There are people with a lot of different questions about getting a divorce in Michigan. We, at Haque Legal, have always answered questions per topic and aim to continuously do so when we can.
However, there are some questions, basic as they are, that people commonly ask that we cannot lump into a category. In this article, let us continue our discussion on some of the common lingering questions that people have about getting divorced in Michigan
In this part of our article series, let us answer some of the commonly asked questions about the relationship between annulment and divorce.
Is It Easier To Get An Annulment Or A Divorce?
Getting an annulment or a divorce is both hard. It is neither easier to get one over the other. However, based on our experience we have seen that it is easier to get a divorce rather than an annulment.
Why is this the case?
The state of Michigan is very strict when it comes to getting an annulment. The process of getting an annulment requires all of the steps of getting a divorce plus proving the ground for annulment that you are trying to claim.
This means that if you get an annulment in Michigan you have to go through the whole process of litigation, submitting evidence, and proving that you and your spouse’s marriage are void from the beginning. This is a big process and a big task to undertake.
Here at Haque Legal, we have handled cases from divorce, annulment, and separate maintenance. We have seen the grounds for annulment work and couples separate. Whatever ground you choose for the annulment or divorce, we are with you every step of the way.
What if I do not want an annulment?
To be completely honest with our clients we say that if you do not want an annulment we can always fight back. There are different ways that we can fight an annulment by disproving any of the grounds.
In our experience, we have used the following grounds to disprove the annulment:
Lack of Evidence
When the other party is unable to submit evidence to prove any of the grounds that he claimed in an annulment proceeding then we often have the charge throughout the case for annulment.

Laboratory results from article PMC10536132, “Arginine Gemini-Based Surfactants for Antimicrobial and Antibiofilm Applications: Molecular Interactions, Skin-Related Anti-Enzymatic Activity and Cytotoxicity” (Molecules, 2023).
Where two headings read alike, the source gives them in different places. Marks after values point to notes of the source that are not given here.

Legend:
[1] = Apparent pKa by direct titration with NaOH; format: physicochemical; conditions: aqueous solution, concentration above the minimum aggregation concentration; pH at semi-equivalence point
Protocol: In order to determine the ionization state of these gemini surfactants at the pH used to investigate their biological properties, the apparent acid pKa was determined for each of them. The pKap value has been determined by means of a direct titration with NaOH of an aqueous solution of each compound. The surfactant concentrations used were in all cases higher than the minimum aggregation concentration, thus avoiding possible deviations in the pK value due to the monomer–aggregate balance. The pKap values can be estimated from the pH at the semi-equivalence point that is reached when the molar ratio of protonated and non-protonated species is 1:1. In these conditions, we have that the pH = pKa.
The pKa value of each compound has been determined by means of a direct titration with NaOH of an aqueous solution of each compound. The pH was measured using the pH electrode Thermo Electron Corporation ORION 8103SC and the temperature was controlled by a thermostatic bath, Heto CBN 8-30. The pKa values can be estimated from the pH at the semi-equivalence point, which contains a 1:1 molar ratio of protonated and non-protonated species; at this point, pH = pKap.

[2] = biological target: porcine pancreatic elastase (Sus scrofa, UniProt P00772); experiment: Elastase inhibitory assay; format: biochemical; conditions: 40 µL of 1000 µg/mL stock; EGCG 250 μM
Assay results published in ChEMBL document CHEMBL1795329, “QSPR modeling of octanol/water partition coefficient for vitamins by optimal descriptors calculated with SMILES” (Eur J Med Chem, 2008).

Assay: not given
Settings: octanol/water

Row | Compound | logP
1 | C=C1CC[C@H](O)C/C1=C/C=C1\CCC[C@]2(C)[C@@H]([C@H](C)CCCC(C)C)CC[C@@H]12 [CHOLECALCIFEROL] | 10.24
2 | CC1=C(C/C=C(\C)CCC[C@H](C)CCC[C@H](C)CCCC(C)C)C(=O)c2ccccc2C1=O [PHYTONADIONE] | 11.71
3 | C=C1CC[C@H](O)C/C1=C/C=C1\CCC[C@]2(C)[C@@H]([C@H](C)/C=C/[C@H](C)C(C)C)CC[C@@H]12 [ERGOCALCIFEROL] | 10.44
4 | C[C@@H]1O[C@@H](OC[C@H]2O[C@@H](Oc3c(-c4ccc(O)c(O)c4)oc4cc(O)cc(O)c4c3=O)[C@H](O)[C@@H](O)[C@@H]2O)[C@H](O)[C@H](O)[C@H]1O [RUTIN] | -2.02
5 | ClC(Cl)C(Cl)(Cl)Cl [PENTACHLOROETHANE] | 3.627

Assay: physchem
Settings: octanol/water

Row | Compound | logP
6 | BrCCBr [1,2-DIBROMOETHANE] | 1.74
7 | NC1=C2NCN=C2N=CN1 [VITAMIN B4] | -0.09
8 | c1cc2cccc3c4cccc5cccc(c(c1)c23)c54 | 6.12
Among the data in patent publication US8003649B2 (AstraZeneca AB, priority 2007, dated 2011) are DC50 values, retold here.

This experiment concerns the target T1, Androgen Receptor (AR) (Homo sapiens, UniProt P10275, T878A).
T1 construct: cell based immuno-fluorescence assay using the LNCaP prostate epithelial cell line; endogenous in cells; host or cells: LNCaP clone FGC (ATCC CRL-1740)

Continued cohabitation of the spouses or of the person requesting the annulment even after learning that the ground from annulment exists could prove that he has already accepted the ground for annulment. Continued cohabitation as a ground to disprove annulment will only apply to those grounds that do not affect the consent or the mental ability to give consent of the contracting spouse.
Continued cohabitation of the spouses is one of the reasons for disproving a ground for annulment that affects the relationship of the parties and not the giving of consent.
Prior knowledge of the spouse filing for annulment or the existence of the annulment is grounds to dispute the effect of the ground for annulment on the marriage. In certain circumstances, if the other party was aware of the inability of the other party to consummate the marriage or of his intention to not consummate the marriage it can be used as a ground to disprove the annulment.
What happens after I disprove the ground for annulment?
The effect of disproving an annulment only is limited to its legality. This means whether or not you have been properly and legally married in the State. If you do this to prove the ground for annulment and the judge works in your favor it will not affect the fact that you and your spouse are separating.
In some cases that we have handled some clients expect that once they have disproved the existence of the ground for annulment their spouse can continue living with them or can continue their relationship. Unfortunately, this will only apply if you are trying to ensure the legality of your marriage by making sure that all of the grounds for annulment do not exist and there is no breakdown of the marriage as of yet.
What if the annulment is granted on the ground of age or lack of consent and we remarry?
No law is stopping you from marrying your ex-spouse that you annulled in Michigan. As long as all of the proper elements and requirements for getting married are complied with by the spouses there should be no problem as to them getting remarried. This is if they reconciled after the grant of annulment.
What if I decide to just get a divorce in the middle of the proceedings instead of an annulment?
If you decide to get a divorce in the middle of the proceedings for an annulment you have to go through the whole process again. As we have repeated in previous articles about the three kinds of separation in Michigan, you need to know that you cannot a hillbilly convert 1 process to the other just because you change your mind.
Let Haque Legal Help You With Your Annulment or Divorce
Now that you know some facts about dealing with divorce or annulment, it is time to get down to it. If you require a lawyer who can assist you with ensuring that you protect your rights to your property, it is important to know that you also have a team that can help you out with your specific needs.
Our law firm is dedicated to making sure that those who are innocent will be protected by the law and the full extent of justice will be used.
The article that you have read is based on general applications of the law. It is not legal advice and it is not to be construed as any legal consultation with the firm. No client-attorney relationship is created when you read the articles we have provided.
Let us help you out.
If you need a lawyer to help you during your divorce proceedings as well as your annulment proceedings, call us immediately. If you have any problem with the law or are seeking justice and truth, our numbers are standing by to take your call.
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